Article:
Kloudscript urges that Plaintiff's injury is insufficiently concrete, particularized, actual, and imminent to constitute an injury-in-fact. Plaintiff's asserted injury is that Kloudscript's unsolicited faxes deprived Plaintiff of its ink, toner, the use of its fax machine, and the time it spent identifying the source and purpose of the fax. (See Compl. ¶¶ 2, 25.) The Seventh Circuit, in Craftwood II, Inc. v. Generac Power Sys., Inc., 920 F.3d 479 (7th Cir. 2019), recently confirmed that such injuries are sufficient under Spokeo:

Plaintiffs allege that they received unsolicited fax ads, causing at least two kinds of injury: printing the faxes used paper and toner, which are costly, and the need to read the incoming faxes diverted the time of one or more employees from the businesses' profitable endeavors. These are concrete rather than abstract losses. The injuries may have been slight, but an "identifiable trifle" suffices. Plaintiffs' injuries were caused by the defendants' faxed ads and may be redressed by an award of damages. We have resolved dozens of fax-ad suits on the merits without suspecting that we were violating Article III of the Constitution. This suit is no more constitutionally suspect than they. Whether it is good public policy to use the cumbersome and costly process of adjudication to resolve disputes about annoying fax ads is for Congress to decide.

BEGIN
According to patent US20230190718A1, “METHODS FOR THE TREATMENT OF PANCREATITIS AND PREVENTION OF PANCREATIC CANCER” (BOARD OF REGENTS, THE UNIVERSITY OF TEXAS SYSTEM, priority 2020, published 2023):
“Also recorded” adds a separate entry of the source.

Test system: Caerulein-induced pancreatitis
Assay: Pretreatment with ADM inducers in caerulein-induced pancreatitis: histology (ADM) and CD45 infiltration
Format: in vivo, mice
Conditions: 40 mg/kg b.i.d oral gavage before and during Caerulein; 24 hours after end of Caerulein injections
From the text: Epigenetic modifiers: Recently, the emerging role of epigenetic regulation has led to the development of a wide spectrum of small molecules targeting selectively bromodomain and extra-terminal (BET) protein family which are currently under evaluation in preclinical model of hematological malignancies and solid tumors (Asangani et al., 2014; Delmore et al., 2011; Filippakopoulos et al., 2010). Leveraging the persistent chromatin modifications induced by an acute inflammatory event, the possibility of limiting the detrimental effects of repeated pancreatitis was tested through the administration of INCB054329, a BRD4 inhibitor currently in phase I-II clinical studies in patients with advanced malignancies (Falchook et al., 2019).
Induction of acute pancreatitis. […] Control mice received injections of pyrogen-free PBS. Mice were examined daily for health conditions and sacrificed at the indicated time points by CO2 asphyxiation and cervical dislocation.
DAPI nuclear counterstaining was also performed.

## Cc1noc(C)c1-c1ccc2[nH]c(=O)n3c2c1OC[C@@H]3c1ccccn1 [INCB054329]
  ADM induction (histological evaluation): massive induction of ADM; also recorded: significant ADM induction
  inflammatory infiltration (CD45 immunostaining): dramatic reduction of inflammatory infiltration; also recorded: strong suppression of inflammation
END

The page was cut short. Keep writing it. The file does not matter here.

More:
Craftwood II, Inc. v. Generac Power Sys., Inc., 920 F.3d 479, 481 (7th Cir. 2019) (internal citations omitted) (emphasis added). The Ninth Circuit has held similarly. See Van Patten v. Vertical Fitness Group, LLC, 847 F.3d 1037, 1043 (9th Cir. 2017) (plaintiff's receipt of unsolicited text messages was sufficient harm to confer standing, because "[u]nsolicited telemarketing phone calls or text messages, by their nature, invade the privacy and disturb the solitude of their recipients" such that a "plaintiff alleging a violation under the TCPA 'need not allege any additional harm beyond the one Congress has identified'") (quoting Spokeo, 136 S. Ct. at 1549).

Unsurprisingly, Kloudscript did not cite to Craftwood II in its briefing. Surprisingly, neither did Plaintiff. Regardless, this case controls. Plaintiff has standing to pursue its TCPA claim because, as the Seventh Circuit clearly stated, the cost of printing the faxes and the diversion of employee time necessary to read the faxes are concrete losses.